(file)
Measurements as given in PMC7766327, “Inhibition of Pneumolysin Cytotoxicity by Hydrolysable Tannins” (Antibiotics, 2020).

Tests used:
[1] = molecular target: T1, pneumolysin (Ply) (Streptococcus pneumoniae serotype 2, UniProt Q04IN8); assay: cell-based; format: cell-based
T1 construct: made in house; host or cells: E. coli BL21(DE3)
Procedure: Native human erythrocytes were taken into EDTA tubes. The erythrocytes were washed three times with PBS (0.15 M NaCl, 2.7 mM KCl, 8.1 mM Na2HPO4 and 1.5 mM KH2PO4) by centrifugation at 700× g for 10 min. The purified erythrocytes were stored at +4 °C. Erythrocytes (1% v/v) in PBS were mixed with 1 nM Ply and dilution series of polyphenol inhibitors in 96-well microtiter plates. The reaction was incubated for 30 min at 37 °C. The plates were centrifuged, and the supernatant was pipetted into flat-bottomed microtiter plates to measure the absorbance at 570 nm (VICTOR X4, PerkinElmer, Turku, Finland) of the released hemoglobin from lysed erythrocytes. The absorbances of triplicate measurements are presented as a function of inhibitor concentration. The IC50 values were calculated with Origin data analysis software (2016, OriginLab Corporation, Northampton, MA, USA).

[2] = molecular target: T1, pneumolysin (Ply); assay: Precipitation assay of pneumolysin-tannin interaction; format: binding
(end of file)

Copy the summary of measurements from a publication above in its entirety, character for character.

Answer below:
Measurements as given in PMC7766327, “Inhibition of Pneumolysin Cytotoxicity by Hydrolysable Tannins” (Antibiotics, 2020).

Tests used:
[1] = molecular target: T1, pneumolysin (Ply) (Streptococcus pneumoniae serotype 2, UniProt Q04IN8); assay: cell-based; format: cell-based
T1 construct: made in house; host or cells: E. coli BL21(DE3)
Procedure: Native human erythrocytes were taken into EDTA tubes. The erythrocytes were washed three times with PBS (0.15 M NaCl, 2.7 mM KCl, 8.1 mM Na2HPO4 and 1.5 mM KH2PO4) by centrifugation at 700× g for 10 min. The purified erythrocytes were stored at +4 °C. Erythrocytes (1% v/v) in PBS were mixed with 1 nM Ply and dilution series of polyphenol inhibitors in 96-well microtiter plates. The reaction was incubated for 30 min at 37 °C. The plates were centrifuged, and the supernatant was pipetted into flat-bottomed microtiter plates to measure the absorbance at 570 nm (VICTOR X4, PerkinElmer, Turku, Finland) of the released hemoglobin from lysed erythrocytes. The absorbances of triplicate measurements are presented as a function of inhibitor concentration. The IC50 values were calculated with Origin data analysis software (2016, OriginLab Corporation, Northampton, MA, USA).

[2] = molecular target: T1, pneumolysin (Ply); assay: Precipitation assay of pneumolysin-tannin interaction; format: binding